Proteomics tools and mass spectometry imaging techiques for the molecular characterization of pancreas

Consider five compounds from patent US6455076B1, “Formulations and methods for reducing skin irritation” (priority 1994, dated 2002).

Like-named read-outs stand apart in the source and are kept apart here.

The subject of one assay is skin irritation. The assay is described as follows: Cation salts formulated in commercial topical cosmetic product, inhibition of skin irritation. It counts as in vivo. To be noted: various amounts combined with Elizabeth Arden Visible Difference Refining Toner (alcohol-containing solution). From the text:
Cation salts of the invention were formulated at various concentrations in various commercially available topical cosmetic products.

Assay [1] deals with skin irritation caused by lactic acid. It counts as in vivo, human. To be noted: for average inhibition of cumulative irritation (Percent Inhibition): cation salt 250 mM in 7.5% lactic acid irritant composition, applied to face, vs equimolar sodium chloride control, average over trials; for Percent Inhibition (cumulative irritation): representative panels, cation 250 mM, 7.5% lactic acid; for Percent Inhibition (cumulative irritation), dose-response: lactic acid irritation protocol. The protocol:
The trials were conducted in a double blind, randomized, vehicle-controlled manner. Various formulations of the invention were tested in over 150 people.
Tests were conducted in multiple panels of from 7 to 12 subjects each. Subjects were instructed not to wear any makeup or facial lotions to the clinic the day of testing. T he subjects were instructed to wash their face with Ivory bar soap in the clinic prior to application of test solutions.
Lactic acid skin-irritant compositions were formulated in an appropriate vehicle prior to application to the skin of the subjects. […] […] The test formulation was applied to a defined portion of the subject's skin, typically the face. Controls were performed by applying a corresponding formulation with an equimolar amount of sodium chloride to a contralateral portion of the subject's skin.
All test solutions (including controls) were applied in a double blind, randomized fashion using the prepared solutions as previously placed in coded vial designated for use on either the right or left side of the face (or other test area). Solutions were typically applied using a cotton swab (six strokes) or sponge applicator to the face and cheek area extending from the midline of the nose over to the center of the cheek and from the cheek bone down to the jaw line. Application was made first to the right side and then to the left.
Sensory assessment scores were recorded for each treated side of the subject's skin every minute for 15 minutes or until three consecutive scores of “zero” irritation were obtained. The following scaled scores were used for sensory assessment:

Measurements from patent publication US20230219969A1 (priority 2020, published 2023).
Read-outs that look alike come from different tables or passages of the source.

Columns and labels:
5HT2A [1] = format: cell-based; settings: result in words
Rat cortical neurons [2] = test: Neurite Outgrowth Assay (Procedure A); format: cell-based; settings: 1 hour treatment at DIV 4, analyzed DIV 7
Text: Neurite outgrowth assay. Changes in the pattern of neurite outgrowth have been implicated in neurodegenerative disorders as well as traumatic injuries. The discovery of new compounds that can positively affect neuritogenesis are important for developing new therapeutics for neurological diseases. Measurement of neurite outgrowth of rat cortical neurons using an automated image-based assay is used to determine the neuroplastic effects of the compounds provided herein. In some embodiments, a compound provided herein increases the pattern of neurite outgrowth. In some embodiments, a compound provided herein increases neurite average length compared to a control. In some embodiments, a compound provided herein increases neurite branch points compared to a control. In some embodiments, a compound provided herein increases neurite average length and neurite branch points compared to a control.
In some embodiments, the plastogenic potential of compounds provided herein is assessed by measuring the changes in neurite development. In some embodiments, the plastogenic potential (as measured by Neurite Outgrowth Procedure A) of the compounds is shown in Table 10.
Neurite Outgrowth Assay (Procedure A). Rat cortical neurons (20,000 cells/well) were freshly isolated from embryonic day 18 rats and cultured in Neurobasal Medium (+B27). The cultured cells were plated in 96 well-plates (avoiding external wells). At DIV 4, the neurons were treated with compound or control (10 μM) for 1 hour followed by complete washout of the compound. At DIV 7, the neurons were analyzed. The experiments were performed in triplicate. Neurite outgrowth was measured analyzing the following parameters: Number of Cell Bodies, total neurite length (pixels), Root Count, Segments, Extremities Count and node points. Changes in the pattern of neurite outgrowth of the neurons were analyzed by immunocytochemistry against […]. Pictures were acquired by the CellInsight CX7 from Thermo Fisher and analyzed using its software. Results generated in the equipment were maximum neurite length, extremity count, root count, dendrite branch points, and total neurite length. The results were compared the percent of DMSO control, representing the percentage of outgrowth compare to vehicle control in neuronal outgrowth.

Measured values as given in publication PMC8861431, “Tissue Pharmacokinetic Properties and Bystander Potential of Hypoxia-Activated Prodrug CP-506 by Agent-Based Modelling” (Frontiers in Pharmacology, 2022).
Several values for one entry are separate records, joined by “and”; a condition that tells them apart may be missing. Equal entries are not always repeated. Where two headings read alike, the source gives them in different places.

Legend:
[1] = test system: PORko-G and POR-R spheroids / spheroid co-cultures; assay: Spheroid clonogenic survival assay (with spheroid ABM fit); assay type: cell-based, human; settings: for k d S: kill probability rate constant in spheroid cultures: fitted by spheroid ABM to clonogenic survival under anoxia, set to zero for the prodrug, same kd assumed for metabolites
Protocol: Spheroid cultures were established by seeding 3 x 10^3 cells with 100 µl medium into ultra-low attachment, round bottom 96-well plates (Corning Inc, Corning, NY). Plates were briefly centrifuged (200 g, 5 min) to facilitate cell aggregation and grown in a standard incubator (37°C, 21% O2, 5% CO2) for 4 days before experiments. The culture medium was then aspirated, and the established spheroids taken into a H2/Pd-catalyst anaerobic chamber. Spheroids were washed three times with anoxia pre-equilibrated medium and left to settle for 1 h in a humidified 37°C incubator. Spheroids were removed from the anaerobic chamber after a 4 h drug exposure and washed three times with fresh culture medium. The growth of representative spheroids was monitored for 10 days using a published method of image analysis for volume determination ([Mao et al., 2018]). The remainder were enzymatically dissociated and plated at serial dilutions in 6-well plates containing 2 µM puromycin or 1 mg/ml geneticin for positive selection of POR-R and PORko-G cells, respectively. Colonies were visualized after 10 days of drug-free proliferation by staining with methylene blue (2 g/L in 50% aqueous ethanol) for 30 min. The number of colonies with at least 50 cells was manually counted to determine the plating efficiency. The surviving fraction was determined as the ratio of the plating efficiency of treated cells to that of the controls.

PIGA, ISABELLA
2016-12-19

Abstract